DNA Facial Recognition is Nearly Upon Us

By Sydney Butler / February 27, 2020

Our faces are the quintessential part of our identities. Humans are built to recognize faces. We see them everywhere, even when it’s just a random pattern. In a very important way, your face is you. However, as technology has advanced, our faces have also become a source of privacy violation. Machine vision systems can rapidly identify your face whenever it's captured by a camera. Which opens up a world of potential abuse. Now, you don’t even need to be seen for your face to be identified. New DNA facial recognition technology means you just need to leave a little DNA behind for the world to see who you are.

Recap: What is DNA?

DNA or deoxyribonucleic acid is the fundamental programming code of our biology. Contained in our DNA are the exact instructions for building you. What you look like, your physical and mental potential and, of course, how you look are all coded in your DNA.

Identical twins have exactly the same DNA and so they look just about exactly the same. Notably, there will still be differences between even identical twins. Because not everything about your body and behavior is controlled just by your genes. This is an important fact to keep in mind in the discussion around DNA facial recognition.

Using DNA for Facial Recognition

In theory, if you can read the DNA blueprints into a computer, that computer could simulate what a person would look like based on what we know about certain genes and their jobs. We could, for example, tell that someone will have blue eyes or that their skin might be a particular color. DNA facial recognition takes this much further. It takes what we know about how certain genes influence facial features and then looks for those features in images, showing how likely a given face would be the product of those genes.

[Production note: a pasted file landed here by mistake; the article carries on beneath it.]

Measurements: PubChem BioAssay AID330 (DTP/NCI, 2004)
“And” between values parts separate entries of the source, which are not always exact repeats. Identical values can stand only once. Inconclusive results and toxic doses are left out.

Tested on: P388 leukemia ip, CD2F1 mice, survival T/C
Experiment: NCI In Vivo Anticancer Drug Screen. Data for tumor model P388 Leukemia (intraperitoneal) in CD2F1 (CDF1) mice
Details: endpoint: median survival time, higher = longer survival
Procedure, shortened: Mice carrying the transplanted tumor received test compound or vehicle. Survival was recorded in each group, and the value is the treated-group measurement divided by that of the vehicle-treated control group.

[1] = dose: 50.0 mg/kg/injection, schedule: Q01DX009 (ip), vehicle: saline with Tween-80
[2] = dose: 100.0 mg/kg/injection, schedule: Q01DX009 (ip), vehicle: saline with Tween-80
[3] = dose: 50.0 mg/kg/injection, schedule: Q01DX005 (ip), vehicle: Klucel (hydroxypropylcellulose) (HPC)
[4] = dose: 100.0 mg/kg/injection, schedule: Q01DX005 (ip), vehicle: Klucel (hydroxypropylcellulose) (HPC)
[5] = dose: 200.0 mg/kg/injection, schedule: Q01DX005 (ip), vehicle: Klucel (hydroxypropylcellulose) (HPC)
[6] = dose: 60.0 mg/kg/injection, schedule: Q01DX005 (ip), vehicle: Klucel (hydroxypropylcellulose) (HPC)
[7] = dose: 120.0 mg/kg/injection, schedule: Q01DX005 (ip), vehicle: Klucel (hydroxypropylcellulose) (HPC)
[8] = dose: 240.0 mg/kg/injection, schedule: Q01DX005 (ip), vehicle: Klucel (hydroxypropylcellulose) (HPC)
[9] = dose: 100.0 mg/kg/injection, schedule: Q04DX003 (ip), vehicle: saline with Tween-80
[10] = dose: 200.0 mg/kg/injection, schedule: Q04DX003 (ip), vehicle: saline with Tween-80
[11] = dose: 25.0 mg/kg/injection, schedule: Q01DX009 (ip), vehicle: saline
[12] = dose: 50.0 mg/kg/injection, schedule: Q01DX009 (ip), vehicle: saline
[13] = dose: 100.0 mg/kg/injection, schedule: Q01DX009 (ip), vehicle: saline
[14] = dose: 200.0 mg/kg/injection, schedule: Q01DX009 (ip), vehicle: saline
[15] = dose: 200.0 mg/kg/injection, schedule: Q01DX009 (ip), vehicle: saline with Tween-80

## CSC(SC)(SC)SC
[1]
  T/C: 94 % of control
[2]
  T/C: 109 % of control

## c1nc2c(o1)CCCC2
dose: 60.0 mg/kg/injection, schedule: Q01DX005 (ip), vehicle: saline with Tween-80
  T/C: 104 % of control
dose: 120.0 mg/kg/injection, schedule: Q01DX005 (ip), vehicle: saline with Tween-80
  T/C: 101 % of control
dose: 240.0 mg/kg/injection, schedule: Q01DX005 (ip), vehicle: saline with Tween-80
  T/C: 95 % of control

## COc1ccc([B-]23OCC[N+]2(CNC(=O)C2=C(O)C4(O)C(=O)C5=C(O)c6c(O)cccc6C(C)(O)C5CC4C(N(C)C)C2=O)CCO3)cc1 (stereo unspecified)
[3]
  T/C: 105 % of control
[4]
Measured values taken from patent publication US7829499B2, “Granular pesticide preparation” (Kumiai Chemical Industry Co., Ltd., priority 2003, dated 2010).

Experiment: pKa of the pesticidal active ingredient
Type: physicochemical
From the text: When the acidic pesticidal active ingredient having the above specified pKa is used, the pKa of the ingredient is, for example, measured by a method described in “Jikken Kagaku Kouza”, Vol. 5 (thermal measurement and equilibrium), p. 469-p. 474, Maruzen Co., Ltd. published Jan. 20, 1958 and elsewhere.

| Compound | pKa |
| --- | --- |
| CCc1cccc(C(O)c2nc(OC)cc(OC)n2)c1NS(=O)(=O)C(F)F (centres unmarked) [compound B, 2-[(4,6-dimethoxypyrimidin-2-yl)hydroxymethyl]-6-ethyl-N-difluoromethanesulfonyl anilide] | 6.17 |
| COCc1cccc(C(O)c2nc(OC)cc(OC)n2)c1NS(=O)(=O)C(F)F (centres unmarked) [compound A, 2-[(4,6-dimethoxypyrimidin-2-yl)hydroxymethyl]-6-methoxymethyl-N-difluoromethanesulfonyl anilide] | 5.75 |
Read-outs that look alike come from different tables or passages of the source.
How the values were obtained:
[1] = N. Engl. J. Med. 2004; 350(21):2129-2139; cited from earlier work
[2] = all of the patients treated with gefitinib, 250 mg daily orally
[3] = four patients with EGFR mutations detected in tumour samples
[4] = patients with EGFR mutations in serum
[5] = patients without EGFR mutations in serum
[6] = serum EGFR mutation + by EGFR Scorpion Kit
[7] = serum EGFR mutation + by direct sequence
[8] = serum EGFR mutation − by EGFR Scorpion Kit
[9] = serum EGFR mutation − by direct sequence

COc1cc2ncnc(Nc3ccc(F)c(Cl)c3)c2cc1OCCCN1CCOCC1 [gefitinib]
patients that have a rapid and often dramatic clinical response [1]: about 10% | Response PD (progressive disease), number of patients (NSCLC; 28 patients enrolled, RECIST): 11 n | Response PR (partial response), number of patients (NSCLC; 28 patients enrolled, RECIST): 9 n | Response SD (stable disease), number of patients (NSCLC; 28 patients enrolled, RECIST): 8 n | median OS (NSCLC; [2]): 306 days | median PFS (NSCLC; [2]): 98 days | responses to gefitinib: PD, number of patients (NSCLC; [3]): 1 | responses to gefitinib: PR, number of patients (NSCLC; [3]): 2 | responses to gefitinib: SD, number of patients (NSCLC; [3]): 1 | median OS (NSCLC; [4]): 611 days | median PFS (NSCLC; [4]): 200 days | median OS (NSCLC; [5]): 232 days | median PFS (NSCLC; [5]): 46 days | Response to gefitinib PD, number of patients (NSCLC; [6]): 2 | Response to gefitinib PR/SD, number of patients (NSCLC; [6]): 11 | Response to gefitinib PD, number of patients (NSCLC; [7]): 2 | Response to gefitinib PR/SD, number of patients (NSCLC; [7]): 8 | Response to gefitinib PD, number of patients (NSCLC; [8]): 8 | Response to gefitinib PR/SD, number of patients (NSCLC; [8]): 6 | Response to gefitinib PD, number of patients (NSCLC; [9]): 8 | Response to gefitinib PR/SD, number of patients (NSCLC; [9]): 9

Since things like disease, diet, age, and other environmental factors can influence what a face actually looks like there’s no way to create a true face from genes alone, but combined with existing machine vision facial recognition, this technology could massively disrupt modern privacy in ways we can’t even predict yet.

How Is This Different From Existing DNA Identification?

DNA has been used to identify people for decades now, raising serious questions about genetic privacy. It’s been a revolutionary technology in the world of criminal forensics. Since the odds of two people (apart from identical twins) having the same DNA is so astronomically small it may as well be impossible. Gene sequencing has become fast and cheap enough that it can be done as a routine part of police investigations.

DNA taken from a scene is matched to a sample from a suspect and will then either confirm that they were involved or exclude them from suspicion.

DNA facial recognition differs from this traditional use of DNA for identification in a few very important ways. The most obvious is that you only need a picture of a potential match. In order to start determining where a DNA sample comes from. Just a set of pictures to compare it to.